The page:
Adaptation to Climate Change in the Lake Victoria Basin
The Lake Victoria Basin (LVB) is located in the upper reaches of the Nile River basin and comprises one of the world’s greatest complexes of lakes, wetlands, and rivers. The basin has a catchment area of approximately 194,200km2 traversing through five East African Countries i.e. Tanzania (44%); Kenya (22%); Uganda (16%); Rwanda (11%) and Burundi (7%). The basin plays a major ecological, social and economic role and is central to the development and regional integration of the East Africa Community (EAC). This is due to its rich resources such as fishery, biodiversity, extensive networks of rivers and wetlands, forests, fertile soils, wildlife, minerals, tourism, multimodal transport and communication. For instance, the basin provides a myriad of environmental goods and services to approximately 45 million inhabitants’ majority of who derive their livelihood directly or indirectly rich natural resources around the basin. The basin is therefore considered a unique area especially due to its environmental, cultural, scientific, socioeconomic, immense natural resources and huge investment potential.
Within the LVB, Lake Victoria which is the world’s second largest and Africa’s largest freshwater lake is one of the most important landmarks. The lake covers an area of 68,800km2 spanning 400km North-South and 240km East-West. It has a shoreline of 3,460km and is a relatively shallow water body with an average depth of 40meters while the deepest point is 80meters. This trans-boundary asset is shared by Kenya (6%), Tanzania (51%) and Uganda (43%). Over 80% of water in the Lake Victoria comes directly from rainfall while the rest comes from tributary runoff from Kagera, Mara, Simiyu, Gurumeti, Yala, Nyando, Migori and Sondu-Miriu rivers. Water in Lake Victoria is lost through very high evapotranspiration and one major outlet, the Nile River which is the Africa’s longest river.
With its vast expanse of water and breathtaking landscapes along its shores, Lake Victoria is a natural symbol of unity and potential wealth for the surrounding countries. The lake and its tributaries support a multitude of ecosystem services, and the economies of the riparian countries. This includes fisheries, tourism, agriculture, forestry, water, hydro power generation, industry and transport among others. Besides the lake has other added values that include the climate modulation in the region and richness in biodiversity which makes it the largest inland water fishery sanctuary in East Africa.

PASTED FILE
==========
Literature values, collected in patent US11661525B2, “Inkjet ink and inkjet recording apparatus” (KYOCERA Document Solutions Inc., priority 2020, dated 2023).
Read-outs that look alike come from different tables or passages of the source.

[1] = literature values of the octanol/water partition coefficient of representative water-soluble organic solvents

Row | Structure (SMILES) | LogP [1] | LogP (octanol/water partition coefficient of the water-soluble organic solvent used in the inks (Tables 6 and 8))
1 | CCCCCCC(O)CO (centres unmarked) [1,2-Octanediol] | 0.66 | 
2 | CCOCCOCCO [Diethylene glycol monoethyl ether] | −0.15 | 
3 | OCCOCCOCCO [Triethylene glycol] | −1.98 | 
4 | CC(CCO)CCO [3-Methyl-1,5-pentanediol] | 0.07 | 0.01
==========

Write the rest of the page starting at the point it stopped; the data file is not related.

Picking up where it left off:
CLIMATE CHANGE IN LAKE VICTORIA BASIN
Over the past few decades, considerable climatic changes have occurred in the LVB resulting in increased mean annual temperatures and increased variability in rainfall patterns. As a result, this has had significant biophysical, ecological and social economic impacts thus negatively affecting economic growth, ecosystem functioning and services, livelihoods as well as overall human development in the region. For instance, droughts have caused chronic food insecurity while flooding on the other hand has had massive destruction of properties e.g. houses, infrastructure, agricultural lands, crops, and in extreme cases resulted in displacement and fatalities of humans and livestock. Notably, projections indicate a continued increase in temperature and variability of rainfall volume, patterns, intensity and frequency. This will significantly increase the frequency and intensity of disasters such as floods and droughts in the LVB.
Adapting to Climate Change in Lake Victoria Basin ProJECT